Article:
“You will see me at the Paralympics.” Not quite the words the Australian soldiers expected to hear as they stretchered Curt McGrath onto an emergency helicopter.
Twenty minutes earlier, McGrath – an Australian soldier deployed in Afghanistan – was on a routine clearance patrol when he stepped on an improvised explosive device.
Lying on his back and surrounded by debris, McGrath somehow managed to lift himself on his elbows, but as he looked down he would immediately realise that the blast had taken away both his legs. At 24, McGrath’s life had changed forever.
Growing up, McGrath had always dreamed of playing competitive sport at an elite level. Perhaps it was that vision that led him to tell his fellow soldiers that they will see him compete at the Paralympic Games.
Four years later, McGrath had fulfilled the promise he made on the stretcher, winning the gold medal in the men’s kayak KL2 at the 2016 Paralympics in Rio de Janeiro, Brazil.
But McGrath is not totally satisfied. He wants to conquer again at the Tokyo 2020 Paralympic Games.
“I’m excited that the VL2 event has been added,” said McGrath. “It has been something I have been doing since I started and it would be a thrill participating in both events [the kayak and the va’a].
“It will be nice to win two gold medals, but at the same time, I will be content with two podium finishes.”
McGrath is training harder than ever before, but in the early days after his accident, his first priority was regaining his independence.
“Once I got released from hospital after by rehabilitation, it was frustrating getting a cab or relying on someone to drive you to a place. Bu luckily my sponsors helped me out and I was able to get a hand-operated car. That motivated me to continue my rehab, which in turn, led to me believing that I can be a competitive athlete.”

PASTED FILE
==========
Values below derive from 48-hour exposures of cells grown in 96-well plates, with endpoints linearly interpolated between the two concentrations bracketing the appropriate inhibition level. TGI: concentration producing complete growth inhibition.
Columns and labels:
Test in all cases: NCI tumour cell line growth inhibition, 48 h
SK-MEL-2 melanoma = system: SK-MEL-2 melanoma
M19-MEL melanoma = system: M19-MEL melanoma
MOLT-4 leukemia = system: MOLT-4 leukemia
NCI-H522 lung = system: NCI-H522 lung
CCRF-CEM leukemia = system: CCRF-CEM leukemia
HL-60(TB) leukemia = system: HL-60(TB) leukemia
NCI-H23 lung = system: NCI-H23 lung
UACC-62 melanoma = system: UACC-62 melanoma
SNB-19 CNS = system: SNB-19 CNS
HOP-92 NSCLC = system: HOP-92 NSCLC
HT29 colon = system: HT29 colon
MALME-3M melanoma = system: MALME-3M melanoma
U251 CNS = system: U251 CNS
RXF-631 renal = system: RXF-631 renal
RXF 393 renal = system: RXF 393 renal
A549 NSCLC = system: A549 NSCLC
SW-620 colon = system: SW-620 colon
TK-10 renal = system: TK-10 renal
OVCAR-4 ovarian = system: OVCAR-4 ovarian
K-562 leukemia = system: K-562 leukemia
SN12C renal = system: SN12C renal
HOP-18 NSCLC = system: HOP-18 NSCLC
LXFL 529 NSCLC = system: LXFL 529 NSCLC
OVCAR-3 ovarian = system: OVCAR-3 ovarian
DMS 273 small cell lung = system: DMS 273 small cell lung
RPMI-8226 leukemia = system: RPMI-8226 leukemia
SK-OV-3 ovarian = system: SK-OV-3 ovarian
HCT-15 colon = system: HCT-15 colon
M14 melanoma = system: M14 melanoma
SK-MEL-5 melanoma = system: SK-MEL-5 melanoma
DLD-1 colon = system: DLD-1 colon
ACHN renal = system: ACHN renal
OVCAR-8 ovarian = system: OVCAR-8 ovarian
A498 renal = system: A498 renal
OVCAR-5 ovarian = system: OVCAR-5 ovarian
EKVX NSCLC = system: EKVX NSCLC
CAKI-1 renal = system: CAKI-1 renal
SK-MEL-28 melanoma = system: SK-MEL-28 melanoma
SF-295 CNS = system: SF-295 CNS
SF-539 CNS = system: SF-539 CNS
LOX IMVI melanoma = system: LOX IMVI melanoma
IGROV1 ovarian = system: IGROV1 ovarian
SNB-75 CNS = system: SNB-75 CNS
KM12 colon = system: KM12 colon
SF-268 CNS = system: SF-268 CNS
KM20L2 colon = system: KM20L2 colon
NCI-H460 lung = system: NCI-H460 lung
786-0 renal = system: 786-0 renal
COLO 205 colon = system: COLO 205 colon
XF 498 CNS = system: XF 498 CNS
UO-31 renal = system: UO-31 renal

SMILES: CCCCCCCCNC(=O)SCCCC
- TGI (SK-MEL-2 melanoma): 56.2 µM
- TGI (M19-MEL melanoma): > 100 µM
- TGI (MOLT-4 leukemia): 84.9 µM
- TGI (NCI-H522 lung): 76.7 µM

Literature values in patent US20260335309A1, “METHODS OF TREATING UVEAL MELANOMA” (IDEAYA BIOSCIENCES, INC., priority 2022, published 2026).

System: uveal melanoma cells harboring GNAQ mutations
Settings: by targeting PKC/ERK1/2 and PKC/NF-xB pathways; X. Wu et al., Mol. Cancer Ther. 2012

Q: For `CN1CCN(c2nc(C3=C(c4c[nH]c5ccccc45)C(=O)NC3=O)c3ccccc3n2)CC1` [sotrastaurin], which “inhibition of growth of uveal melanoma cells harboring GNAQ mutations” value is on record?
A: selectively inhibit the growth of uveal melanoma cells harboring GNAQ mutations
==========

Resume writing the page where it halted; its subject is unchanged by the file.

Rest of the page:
Given how far McGrath has come, it would be fair to assume that his gold medal from Rio is sitting pretty in a cabinet at home on QLD’s Gold Coast – instead:
“I’ve donated it to the Australian War Memorial. The medal was just collecting dust and I wasn’t giving it justice. A lot of people ask me about it, and I say, ‘You can see it at the Memorial.’ It was a way for everyone to see it and hear about my story, and I’m grateful that everyone can see it.”
Now fully focussed on Tokyo, McGrath had the luxury of visiting the race track last September.
“It is slightly different to Rio, in the sense the course is in a slightly remote location and it can get tricky if the wind picks up,” he said.
“My strength is definitely in my finish. I often come from behind, and as much as it stresses people out, I know where my strengths are and it’s important I run my own race and not get caught up with other people’s races. If I can do that, then hopefully I can be on the podium again.”
By Gaurav Joshi, International Paralympic Committee